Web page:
However – this doesn’t mean it’s the best oil out there in terms of the temperature of smoke points. Extra virgin and virgin olive oil, along with some others, do top coconut oil.
However part 2 – how good an oil is to cook with is not just down to its smoke point. Every oil has a different stability, which comes down to the number of bonds found between the atoms that make up the oil.
Coconut oil, as mentioned in point number 1, is full of saturated fats. This means there are a load of double bonds between atoms, which are stronger than single bonds.
This makes it significantly more stable (because these bonds are harder to break than single bonds at any given temperature). This means they actually do quite well at high cooking temperatures.
Unsaturated fats like olive oil are relatively stable, but actually hold a lower smoke point than saturated fats.
an important point to remember…
Not all oils are created equal.
As with pretty much everything you put in your body, the more natural, untouched and unaltered something is, the better.
Buying organic, virgin coconut oil allows you to reap the benefits I’ve covered above.
Refined coconut oil, however, is a no-go. This is where they chemically extract and bleach the coconut oil, and could contain trans fats, which wreak havoc on our health.
coconut oil v other oils
As we’ve covered in this post, coconut oil differs in many ways from other oils, and has many benefits. But that’s not to say other oils don’t have their own benefits – different people may see different oils as being better than others for any number of reasons.
So for this reason, by no means am I saying “all ye who read this shalt convert to coconut oil, or be condemned“.
In fact it’s quite the opposite – be open to learning about and experimenting with different oils. They all do different things, after all!
how to incorporate coconut oil into your everyday life
There are loads of uses for coconut oil, so here’s a few pointers on what to do with it, and where to get it into your life.
Biona virgin coconut oil was the first I used and is probably still my favourite. It tastes amazing! There are loads more on the market, and I’m currently using a realfoods own brand one, which is great to cook with. It’s best to experiment around and see which ones you prefer!
I’ve included a link to biona oil so you can see where to buy it, as it’s a great one to start with. Just click on the image below!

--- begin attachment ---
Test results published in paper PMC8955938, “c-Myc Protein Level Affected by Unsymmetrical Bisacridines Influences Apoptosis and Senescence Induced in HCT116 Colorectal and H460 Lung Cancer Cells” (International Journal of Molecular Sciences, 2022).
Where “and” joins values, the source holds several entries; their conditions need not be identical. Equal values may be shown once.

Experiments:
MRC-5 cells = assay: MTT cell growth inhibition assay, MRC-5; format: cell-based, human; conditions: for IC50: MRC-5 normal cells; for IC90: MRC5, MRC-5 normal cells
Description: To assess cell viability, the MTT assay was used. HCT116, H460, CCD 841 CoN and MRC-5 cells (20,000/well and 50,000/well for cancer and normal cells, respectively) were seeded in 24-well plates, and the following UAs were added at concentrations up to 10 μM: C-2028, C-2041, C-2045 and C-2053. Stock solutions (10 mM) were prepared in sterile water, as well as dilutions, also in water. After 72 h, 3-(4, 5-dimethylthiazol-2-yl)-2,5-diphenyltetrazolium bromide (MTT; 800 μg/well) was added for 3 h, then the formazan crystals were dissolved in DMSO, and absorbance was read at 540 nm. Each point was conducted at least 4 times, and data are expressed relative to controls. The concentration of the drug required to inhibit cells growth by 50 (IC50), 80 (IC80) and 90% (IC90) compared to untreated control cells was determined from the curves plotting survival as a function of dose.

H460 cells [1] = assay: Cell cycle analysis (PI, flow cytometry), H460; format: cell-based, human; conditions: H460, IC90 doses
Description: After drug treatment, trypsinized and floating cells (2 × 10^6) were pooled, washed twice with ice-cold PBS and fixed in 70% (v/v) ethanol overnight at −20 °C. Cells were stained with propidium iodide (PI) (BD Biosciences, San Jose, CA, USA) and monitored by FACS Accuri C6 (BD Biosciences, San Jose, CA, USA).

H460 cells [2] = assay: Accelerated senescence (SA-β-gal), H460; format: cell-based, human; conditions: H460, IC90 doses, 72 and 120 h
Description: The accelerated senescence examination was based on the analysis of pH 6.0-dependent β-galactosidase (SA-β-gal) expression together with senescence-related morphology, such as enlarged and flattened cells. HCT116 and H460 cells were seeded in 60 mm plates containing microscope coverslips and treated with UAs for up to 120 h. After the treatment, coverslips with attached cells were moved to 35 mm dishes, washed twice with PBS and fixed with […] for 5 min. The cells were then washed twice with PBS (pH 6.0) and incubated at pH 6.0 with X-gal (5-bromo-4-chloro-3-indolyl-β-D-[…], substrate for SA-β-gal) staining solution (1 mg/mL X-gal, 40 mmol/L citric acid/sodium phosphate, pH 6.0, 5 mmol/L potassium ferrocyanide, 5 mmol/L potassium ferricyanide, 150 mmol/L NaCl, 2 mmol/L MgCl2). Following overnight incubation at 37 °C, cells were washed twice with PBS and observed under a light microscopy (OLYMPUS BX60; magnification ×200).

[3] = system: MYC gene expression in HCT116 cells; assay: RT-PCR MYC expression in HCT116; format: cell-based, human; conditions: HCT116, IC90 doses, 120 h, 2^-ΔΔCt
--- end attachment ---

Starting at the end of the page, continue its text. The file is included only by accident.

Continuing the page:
- Cooking! One of the main reasons I love cooking with coconut oil so much is the added sweetness it gives food. I now can’t eat bacon without it!
- Baking – coconut oil is a great substitute for butter in many recipes.
- In smoothies – chuck a tablespoon of coconut oil into your smoothies to get an added boost (plus some flavour!).
- As a boost to your oral hygiene. As I mentioned above, this is great to kill off the nasties that cause bad breath, as well as being reputed to whiten teeth and pull toxins from your gums in the process known as “oil pulling”. Ever seen those people on instagram with the little white sachets, boasting how much it’s helped their teeth? That’s coconut oil pulling!
- Get a tablespoon or two of coconut oil, and swish it around your mouth from anything between 10-30 minutes. You’ll get a build up of liquid in your mouth (as you’ll keep producing saliva) but if you let some out into a glass it’ll make some more room.
- It’s super important not to spit your coconut oil down the drain! It’ll solidify and over time might end up clogging your drains! It’s best to spit it into a plastic bag and chuck it (or, for the lazy, just spit it straight into the bin).
- A hair and skin moisturiser.
- Put it on dry hair and leave it for about 30 minutes before washing it off. Just make sure you don’t try and wet your oil-covered hair before you put shampoo in! Rub the shampoo directly onto your coconuty hair and work into a lather before rinsing. Then shampoo as normal… Move aside Tresemme, this stuff is amazing.
- Rub it on your skin to get a moisture boost, as well as killing off some of those nasties that can cause acne! I wouldn’t use this as a day-to-day moisturiser, though, as it’s an oil so it’s quite greasy. I usually do it if I’m feeling particularly dry or I want a little face mask! I then wash it off (using the same method as the hair mask – body wash first, water second).
- A spoonful a day keeps the doctor away… Some people swear by having a tablespoon or so of coconut oil a day. I personally find it a little hard to swallow, as its a pretty weird feeling swallowing a tablespoon of pure oil! But the people that do it swear their skin is ageless and clear, they have more energy, and never get sick. Might be worth trying, if you can stick to it!
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Seaton TB et al, “Thermic effects of medium-chain and long-chain triglycerides in man” Am J Clin Nutr vol 44(5) pp.630-4 (1986)
Huang WC et al “Anti-bacterial and anti-inflammatory properties of capric acid against Propionobacterium acnes: a comparative study with lauric acid” J Dermatol Sci vol 73(3) pp. 232-40
“Glycerol Monolaurate (GML) in Virgin Coconut Oil destroys tuberculosis bacteria” Dr Abe V Rotor
Kabara J.J. et al. “Fatty acids and Derivatives as Antimicrobial Agents” Antimicrob Agents Chemother vol 2(1) pp.23-28 (1972)